Access Control – Does ECG biometric technology hold the key?

A group of people walking through an Airport Terminal

As the world moves towards seamless digital and mobile connectivity, we must move beyond PINs and Passwords (something you know) to more sophisticated security measures such as biometrics (something you are). 

Access control is an increasingly topical issue at the moment, securing buildings and managing border control and immigration are of hot debate. The first generation of biometric technologies such as fingerprint, voice, iris and face recognition have made considerable progress to offer solutions in part to this problem, but have inherent constraints. ECG (Electrocardiogram) as an internalised (inside the body) biometric, offers an infinitely more secure solution than external first generation biometrics.

Each individual’s ECG produces an electric waveform different to another (inter-variability), like a fingerprint, but more than that, each heartbeat also forms a different signal (intra-variability). The ability to capture those uniquely means that a particular pattern is formed. If an exact match of this pattern was detected, this would indicate a spoofing attempt, so imitation would be detected. This means that if the technology was developed that could harvest this data (which would be more complicated to do given that the biometrics are internal and not publically accessible) then it would not be possible to imitate. This is another benefit of using a “live” signal as part of a dynamic biometric modality, versus static first generation biometric modalities.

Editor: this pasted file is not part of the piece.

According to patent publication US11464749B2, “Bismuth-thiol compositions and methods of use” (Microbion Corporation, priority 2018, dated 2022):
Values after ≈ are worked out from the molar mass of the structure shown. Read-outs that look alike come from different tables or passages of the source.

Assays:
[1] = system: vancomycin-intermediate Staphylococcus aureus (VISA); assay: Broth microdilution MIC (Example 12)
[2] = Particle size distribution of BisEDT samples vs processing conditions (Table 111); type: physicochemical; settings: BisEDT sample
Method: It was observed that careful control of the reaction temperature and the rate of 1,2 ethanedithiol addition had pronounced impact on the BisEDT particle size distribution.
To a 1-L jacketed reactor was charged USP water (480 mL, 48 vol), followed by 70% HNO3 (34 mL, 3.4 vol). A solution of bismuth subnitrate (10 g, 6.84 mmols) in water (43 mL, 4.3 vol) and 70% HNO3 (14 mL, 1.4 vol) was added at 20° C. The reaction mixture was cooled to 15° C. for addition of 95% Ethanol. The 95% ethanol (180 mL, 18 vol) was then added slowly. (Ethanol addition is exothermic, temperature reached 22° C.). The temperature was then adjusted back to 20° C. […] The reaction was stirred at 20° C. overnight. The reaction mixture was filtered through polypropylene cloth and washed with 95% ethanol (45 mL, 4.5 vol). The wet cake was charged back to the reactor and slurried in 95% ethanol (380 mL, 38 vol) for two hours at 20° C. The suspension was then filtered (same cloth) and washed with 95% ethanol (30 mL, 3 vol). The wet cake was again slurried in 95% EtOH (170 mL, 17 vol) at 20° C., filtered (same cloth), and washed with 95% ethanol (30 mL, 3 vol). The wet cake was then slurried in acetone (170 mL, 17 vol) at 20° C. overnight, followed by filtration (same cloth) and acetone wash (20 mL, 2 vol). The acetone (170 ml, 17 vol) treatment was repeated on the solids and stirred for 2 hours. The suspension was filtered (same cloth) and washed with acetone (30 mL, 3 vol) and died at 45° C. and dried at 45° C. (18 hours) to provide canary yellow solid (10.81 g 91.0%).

What sets B-Secur apart in the market, is that our primary strategy is not to develop a specific product but to deliver a host of ECG technical solutions that allow our technology to be easily integrated into other products and systems.

Access control is a problem area that can certainly capitalise on ECG biometric authentication technology, with a vast potential for application – from government building access through to schools, hospitals and airport access control for employees. We are currently running a number of interesting pilots, including a biometric smart card for controlled access in a major UK airport technology integrator and a similar trial with one of the UK’s leading construction businesses.

Investing in integration with legacy infrastructure is key for us – we understand that the costs and process of implementing brand new hardware can be daunting for businesses, so we’ve consciously worked to develop solutions that can integrate with existing systems and infrastructure. We’re proud of the security and convenience of this approach.




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